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Forgive me, I said this entry would be short, and I can ramble in the wee hours. But the reason why I mentioned consistency of taste was that I discovered that I tend to gravitate towards the same two wines at Papapietro Perry: The Pauline’s Vineyard Zinfandel and the Leras Family Vineyard Pinot Noir. In the latter instance, I’ve twice tasted the 2007 Papapietro Perry Leras Family Vineyard Pinot Noir ($49), although these tastings were almost one year apart. Both times, I’ve been absolutely floored by this wine. I would argue that the 2007 Leras may represent the pinnacle of Russian River Pinot Noir. I took a bottle home, and I when I looked at my notes from 2009, I learned that I also took home a bottle last summer (I originally caught this wine just as it was released, and now it’s finally ending its run). In the meantime, the 2007 Leras did compile some nice scores from Jim Laube, as well. Although I don’t agree with his influence, sometimes we do agree on wine.
As for the Pauline’s Vineyard Zinfandel ($37), it was my favorite Zin of the day, although I do remember enjoying the 2006 Pauline’s Vineyard more than the 2007 vintage. In general, I tend to prefer the 2006 Dry Creek Zins to their 2007 counterparts, which seem to have higher alcohol levels in general (though not in the specific case of the Pauloine’s Zin, which was 14.7% for both vintages). The 2007 campaign was a warmer vintage for Dry Creek Valley than the 2006 campaign. Having done some research on the Pauline’s Vineyard Zinfandel, I noticed that 2006 featured an early October harvest, while 2007 noted an early September harvest. More time on the vine allows for more complexity, which is probably why I remember doing back-flips for the 2006 Pauline’s, while the 2007 was delicious, but not as devastating.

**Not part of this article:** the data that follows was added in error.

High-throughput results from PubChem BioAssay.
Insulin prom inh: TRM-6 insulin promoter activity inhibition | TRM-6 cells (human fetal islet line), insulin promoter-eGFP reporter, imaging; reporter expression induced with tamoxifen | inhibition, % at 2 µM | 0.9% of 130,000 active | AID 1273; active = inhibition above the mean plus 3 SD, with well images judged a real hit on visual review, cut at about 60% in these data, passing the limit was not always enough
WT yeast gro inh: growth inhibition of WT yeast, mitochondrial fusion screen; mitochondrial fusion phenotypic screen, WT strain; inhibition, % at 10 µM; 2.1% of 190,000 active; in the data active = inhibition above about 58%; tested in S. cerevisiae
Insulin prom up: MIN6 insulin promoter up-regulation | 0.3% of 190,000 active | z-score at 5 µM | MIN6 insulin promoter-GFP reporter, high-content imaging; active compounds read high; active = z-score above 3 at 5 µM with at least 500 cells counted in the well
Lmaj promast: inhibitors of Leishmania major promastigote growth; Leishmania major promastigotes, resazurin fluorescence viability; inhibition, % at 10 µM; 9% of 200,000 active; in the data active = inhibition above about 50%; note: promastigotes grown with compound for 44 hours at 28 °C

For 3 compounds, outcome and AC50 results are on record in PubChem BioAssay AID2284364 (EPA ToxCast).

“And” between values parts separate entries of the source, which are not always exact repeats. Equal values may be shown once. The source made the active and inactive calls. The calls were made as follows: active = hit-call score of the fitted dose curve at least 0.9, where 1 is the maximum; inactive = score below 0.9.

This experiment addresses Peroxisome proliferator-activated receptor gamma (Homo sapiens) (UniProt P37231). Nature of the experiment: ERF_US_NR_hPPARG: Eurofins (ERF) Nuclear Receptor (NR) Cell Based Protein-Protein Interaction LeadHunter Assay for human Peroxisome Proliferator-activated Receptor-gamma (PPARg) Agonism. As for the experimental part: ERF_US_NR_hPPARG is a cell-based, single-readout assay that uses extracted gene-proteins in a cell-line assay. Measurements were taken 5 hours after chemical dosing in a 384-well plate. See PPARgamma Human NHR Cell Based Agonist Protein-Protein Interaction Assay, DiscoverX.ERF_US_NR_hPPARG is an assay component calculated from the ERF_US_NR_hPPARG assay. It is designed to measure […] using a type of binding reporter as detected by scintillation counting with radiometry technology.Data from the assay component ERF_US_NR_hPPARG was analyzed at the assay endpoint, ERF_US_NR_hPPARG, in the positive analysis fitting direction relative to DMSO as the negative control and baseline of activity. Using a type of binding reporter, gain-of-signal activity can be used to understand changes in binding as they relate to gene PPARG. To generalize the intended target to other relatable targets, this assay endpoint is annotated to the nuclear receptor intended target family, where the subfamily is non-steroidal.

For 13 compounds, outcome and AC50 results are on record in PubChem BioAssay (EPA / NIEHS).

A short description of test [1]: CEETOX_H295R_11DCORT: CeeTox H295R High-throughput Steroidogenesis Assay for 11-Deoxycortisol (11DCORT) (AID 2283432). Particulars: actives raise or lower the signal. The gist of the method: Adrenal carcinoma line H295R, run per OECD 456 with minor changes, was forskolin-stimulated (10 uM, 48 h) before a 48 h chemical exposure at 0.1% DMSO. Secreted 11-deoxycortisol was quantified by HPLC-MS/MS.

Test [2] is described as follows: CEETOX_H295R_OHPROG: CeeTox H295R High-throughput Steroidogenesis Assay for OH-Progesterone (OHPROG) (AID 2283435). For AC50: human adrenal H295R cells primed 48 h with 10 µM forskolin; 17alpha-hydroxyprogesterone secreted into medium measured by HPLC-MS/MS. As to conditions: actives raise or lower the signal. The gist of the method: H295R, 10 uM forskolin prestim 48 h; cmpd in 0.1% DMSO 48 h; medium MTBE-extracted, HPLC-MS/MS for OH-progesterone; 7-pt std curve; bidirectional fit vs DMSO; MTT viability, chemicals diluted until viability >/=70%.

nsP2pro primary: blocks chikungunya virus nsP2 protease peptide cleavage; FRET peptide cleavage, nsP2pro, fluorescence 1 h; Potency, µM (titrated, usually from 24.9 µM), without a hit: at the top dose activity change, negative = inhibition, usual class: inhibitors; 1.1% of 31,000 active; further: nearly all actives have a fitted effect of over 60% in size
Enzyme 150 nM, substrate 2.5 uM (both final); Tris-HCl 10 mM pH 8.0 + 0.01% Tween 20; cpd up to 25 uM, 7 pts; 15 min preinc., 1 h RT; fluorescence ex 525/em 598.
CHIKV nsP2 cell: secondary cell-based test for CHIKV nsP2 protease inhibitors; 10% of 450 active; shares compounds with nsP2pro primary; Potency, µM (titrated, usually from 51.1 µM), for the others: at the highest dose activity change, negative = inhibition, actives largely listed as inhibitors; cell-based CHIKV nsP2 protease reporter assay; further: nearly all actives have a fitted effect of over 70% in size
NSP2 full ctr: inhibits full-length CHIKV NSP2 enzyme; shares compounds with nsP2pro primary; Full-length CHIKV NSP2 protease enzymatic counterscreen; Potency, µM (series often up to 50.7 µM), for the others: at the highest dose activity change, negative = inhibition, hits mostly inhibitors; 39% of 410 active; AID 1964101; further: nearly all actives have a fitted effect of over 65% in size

Rather than purchase a Zinfandel from the 2007 vintage, I decided to instead stockpile a little more 2007 Pinot, since that vintage represents one of California’s all-time best for the varietal. The 2007 Pinots are beginning to disappear from the market at this point, as wineries are now beginning to offer their 2008s. With this in mind, I purchased the 2007 Papapeitro Perry Peters Vineyard Pinot Noir ($49), which I had briefly considered to be the best California Pinot Noir that I had tasted in a long time — until I tasted the 2007 Leras Family Pinot shortly thereafter. Both wines are formidable, to say the least. The 2007 Leras displays a touch more finesse than the 2007 Peters, but both wines feature a terrific aroma and an incredibly lengthy finish.
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Unti Vineyards is going to get short shrift in this post, since I’m almost at 1,000 words here. But I have exalted Unti plenty in the past, most recently with an entry regarding their 2008 Rosé, which is now sold out. Regardless, I found the 2009 Unti Rosé ($19) to be just as appealing. Among the nine other wines that I tasted at Unti, the one that really caught my attention was the 2007 Unti Grenache ($30), which is 80% Grenache Noir, 10% Syrah and 10% Mourvedre. In my notes, I’ve summed it up simply as “impressive.” On the lighter side, I also purchased the 2008 Unti Segromigno ($24), which is 92% Sangiovese and 8% Montepulciano. It had aromas of mocha on the nose, alongside red fruit on the palate. Quite nice.